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Schools

Volume 455: debated on Thursday 11 January 2007

Local authorities are required to inform my Department of their plans for new schools only when they publish statutory notices, so we cannot say how many schools for those aged three to 19 there will be in 2012. There is currently one maintained school for those aged three to 18, one for those aged four to 18, one for those aged three to 16, and one for those aged four to 16. There are two academies for those aged five to 19.

I hope that the Minister will find time to visit Selby Park school in my constituency—it is such a school, in a mining village, and it has been an outstanding success—both to look at its success and think about how that could apply elsewhere in the country, and also to discuss with other schools in mining villages in my constituency whether that model would suit them in improving attainment in future.

I am certainly aware of the successful amalgamation of three schools in my hon. Friend’s constituency to form the new Selby Park school. That is a tribute to the work of teachers, pupils, governors and the Labour-controlled county council. I am also aware that the head teacher, Dave Harris, leads the consortium for all-age schools. I will try to find time to pay a visit to his constituency and have the discussions that my hon. Friend talked about.

We already know that, in the run up to 2012, the Government are going to spend billions of pounds on rebuilding schools or building new schools, which is welcome. However, we also know that by the time we get to 2012 the number of pupils being educated in those schools will have fallen. Do the Government recognise that that challenge of demographic change requires not only that they respond with new buildings, but that they transform the curriculum being delivered within those new buildings so that we drive up attainment and staying on rates at 16?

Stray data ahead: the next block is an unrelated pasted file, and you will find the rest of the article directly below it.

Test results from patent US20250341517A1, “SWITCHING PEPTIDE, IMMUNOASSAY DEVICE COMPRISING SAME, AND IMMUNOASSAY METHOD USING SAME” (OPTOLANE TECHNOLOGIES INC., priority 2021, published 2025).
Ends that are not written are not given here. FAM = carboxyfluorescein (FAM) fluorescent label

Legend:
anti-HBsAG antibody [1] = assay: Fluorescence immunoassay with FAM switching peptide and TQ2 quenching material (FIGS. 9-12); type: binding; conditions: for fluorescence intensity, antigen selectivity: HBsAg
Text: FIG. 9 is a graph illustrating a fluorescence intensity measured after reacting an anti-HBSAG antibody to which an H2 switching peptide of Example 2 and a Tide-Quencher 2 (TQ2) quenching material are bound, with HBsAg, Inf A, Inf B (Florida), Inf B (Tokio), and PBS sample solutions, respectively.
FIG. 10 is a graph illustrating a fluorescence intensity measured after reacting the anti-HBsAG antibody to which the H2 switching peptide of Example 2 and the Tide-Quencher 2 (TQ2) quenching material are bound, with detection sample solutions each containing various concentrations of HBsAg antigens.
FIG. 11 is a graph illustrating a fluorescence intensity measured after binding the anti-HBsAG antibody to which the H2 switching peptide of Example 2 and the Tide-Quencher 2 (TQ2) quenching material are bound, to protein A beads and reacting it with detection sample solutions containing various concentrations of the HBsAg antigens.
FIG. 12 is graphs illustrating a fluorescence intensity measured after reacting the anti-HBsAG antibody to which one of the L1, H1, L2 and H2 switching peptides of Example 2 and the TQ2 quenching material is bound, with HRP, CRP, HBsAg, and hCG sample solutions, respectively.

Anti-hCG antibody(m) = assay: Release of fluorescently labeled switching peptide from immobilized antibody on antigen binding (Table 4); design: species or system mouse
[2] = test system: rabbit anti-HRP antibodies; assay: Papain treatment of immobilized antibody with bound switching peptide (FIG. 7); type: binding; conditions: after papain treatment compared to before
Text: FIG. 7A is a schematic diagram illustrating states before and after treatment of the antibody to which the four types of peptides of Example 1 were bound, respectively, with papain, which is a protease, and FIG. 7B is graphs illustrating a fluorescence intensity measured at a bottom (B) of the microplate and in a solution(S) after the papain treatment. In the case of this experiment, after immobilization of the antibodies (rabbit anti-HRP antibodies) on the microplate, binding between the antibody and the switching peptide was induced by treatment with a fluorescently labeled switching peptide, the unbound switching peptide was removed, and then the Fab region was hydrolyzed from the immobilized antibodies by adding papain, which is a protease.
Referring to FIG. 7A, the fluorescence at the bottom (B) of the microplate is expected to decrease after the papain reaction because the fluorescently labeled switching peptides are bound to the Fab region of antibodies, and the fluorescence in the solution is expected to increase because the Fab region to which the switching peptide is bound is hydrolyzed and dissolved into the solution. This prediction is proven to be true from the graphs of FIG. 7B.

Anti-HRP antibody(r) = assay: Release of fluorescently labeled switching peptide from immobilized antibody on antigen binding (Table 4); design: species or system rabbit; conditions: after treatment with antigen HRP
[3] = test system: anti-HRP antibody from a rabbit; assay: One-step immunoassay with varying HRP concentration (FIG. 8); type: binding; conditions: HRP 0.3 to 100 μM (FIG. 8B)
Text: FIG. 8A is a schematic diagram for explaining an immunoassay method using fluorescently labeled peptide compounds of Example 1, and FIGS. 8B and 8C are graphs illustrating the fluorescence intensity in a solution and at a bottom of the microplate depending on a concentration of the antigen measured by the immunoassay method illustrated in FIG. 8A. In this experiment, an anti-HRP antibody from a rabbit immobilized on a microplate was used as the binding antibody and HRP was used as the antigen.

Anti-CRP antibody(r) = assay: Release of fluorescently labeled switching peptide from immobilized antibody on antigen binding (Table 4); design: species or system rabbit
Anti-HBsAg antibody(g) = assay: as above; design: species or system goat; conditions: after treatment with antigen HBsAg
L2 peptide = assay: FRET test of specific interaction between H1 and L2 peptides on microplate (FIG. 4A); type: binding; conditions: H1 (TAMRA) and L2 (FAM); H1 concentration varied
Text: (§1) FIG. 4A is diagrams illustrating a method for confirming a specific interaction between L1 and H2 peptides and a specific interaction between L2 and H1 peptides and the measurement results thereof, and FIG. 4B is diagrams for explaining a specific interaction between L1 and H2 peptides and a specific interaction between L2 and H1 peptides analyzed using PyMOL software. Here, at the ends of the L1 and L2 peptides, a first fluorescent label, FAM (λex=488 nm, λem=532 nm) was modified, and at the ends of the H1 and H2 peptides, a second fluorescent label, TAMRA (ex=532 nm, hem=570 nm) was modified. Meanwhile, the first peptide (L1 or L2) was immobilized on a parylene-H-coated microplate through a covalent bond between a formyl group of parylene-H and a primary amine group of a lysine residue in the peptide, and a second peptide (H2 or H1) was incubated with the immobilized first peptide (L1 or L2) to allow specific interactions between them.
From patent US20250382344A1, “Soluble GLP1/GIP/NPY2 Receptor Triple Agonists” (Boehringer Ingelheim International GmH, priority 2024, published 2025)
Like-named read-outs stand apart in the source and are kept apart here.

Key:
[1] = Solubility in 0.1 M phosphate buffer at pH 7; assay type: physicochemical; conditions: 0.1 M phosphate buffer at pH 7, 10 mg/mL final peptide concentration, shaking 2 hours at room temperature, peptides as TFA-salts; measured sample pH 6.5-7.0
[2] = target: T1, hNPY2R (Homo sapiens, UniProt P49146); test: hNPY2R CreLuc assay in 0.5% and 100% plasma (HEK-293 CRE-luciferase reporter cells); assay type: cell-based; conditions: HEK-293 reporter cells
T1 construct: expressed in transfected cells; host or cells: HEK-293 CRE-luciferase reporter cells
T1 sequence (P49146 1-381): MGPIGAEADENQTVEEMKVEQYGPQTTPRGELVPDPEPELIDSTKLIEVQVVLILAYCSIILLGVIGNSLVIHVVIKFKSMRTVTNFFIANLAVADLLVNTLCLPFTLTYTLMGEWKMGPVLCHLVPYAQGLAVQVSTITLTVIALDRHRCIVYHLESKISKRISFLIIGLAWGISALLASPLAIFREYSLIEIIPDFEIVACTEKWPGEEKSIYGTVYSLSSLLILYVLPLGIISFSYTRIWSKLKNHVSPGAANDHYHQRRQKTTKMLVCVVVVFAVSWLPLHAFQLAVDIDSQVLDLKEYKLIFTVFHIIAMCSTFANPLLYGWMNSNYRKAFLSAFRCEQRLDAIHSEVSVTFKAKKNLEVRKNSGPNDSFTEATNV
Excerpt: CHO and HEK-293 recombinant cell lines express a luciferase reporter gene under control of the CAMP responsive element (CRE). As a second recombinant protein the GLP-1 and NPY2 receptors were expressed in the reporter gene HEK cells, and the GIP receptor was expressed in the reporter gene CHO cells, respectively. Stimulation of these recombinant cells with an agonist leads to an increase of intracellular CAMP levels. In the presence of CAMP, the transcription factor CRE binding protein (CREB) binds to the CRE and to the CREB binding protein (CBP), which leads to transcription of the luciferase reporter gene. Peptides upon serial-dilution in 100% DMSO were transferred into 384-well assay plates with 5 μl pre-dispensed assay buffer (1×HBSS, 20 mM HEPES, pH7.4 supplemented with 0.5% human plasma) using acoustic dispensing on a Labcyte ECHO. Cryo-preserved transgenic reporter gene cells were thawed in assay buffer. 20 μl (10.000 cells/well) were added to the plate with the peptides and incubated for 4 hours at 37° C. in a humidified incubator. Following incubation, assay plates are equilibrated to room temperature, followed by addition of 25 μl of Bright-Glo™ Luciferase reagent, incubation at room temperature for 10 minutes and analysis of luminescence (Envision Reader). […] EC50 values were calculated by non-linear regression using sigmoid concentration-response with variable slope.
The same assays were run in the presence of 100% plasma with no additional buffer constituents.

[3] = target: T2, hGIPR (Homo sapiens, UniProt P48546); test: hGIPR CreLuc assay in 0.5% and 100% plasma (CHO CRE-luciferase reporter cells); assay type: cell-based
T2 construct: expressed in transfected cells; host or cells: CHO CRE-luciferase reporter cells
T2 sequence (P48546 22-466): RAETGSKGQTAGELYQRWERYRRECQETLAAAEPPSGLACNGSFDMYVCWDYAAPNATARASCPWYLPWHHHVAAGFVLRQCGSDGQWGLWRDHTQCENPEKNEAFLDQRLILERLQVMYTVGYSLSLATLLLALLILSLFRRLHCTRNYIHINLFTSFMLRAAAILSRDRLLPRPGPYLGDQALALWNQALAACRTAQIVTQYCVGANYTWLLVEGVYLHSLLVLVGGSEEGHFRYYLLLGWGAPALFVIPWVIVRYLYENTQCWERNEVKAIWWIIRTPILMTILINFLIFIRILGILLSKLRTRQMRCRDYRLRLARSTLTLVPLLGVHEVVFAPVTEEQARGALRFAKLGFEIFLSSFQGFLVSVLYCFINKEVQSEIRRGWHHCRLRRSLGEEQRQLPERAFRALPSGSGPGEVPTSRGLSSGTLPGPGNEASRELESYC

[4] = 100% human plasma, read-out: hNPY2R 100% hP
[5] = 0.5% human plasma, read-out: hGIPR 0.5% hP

As we roll out the building schools for the future programme—a £45 billion investment in secondary school buildings and transforming secondary education—we will certainly look to local authorities to make sure that they take proper account of falling rolls and propose imaginative schemes to address that. That will work alongside the most ambitious reform of qualifications, with the introduction of specialised diplomas, for many years. We want to make sure that local authorities, in their vision for building schools for the future, are also accounting for the needs in relation to the 14 to 19 reforms.

There are two systems in the Stafford constituency: some parts have primary and secondary schools, while others have first, middle and secondary schools. Does my hon. Friend agree that whatever the structure, if we give teachers and schools the tools to do the job, they rise magnificently to the challenge? Is that not borne out by the Sir Graham Balfour high school in Stafford, which is strongly improving, as is shown by the latest performance figures? I know from experience that it has become very popular since the two-site school was replaced by a modern private finance initiative building.

I welcome my hon. Friend’s comments and join him in congratulating Sir Graham Balfour school on its results, which show the benefits of the imaginative work of its head teacher and the commitment of its governors and pupils. They are part of the excellent results that are being announced today, which show that in the past 10 years the proportion of children getting five GCSEs at A* to C has increased from 45 per cent. to 58 per cent. If maths is included, there has been a rise of 9 per cent. over that period. We should all be celebrating that success, and schools and pupils throughout the country should be proud of their results.

In the past 10 years, the number of pupil referral units has increased from 309 to 449. Does the Minister think that that trend will continue?

Pupil referral units perform an important function. I am examining the situation carefully because the performance of PRUs is variable and there is evidence that when local authorities delegate the management of PRUs to partnerships of schools the units become more successful. I am not that interested in the overall number of PRUs; I am more interested in their success.